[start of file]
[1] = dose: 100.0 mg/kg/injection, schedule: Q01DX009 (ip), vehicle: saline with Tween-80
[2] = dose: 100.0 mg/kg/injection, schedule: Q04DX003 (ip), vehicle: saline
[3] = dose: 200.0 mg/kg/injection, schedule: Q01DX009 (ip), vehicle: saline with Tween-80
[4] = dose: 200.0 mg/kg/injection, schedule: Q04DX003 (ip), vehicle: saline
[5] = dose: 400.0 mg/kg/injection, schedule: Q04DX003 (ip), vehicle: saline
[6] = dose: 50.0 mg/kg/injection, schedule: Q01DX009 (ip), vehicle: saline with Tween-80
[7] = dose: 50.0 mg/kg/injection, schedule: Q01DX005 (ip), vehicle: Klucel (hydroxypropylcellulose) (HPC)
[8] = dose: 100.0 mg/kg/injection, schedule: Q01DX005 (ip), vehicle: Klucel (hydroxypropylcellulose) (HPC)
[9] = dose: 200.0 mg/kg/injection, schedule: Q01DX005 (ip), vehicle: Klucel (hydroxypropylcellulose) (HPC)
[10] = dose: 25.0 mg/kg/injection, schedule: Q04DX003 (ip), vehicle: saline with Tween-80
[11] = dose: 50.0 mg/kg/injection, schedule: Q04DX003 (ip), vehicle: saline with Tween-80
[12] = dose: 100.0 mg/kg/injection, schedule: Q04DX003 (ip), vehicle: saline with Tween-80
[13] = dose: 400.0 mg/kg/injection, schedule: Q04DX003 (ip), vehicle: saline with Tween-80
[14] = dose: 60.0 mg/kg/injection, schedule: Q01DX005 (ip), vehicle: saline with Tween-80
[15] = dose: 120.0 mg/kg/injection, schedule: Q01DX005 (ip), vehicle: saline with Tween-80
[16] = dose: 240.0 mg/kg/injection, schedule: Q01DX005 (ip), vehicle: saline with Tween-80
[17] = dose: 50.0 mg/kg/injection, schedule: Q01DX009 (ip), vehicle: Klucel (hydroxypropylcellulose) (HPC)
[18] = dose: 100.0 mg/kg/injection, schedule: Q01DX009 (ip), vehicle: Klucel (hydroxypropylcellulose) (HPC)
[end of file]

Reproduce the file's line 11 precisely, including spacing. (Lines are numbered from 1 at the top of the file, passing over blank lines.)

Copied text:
[11] = dose: 50.0 mg/kg/injection, schedule: Q04DX003 (ip), vehicle: saline with Tween-80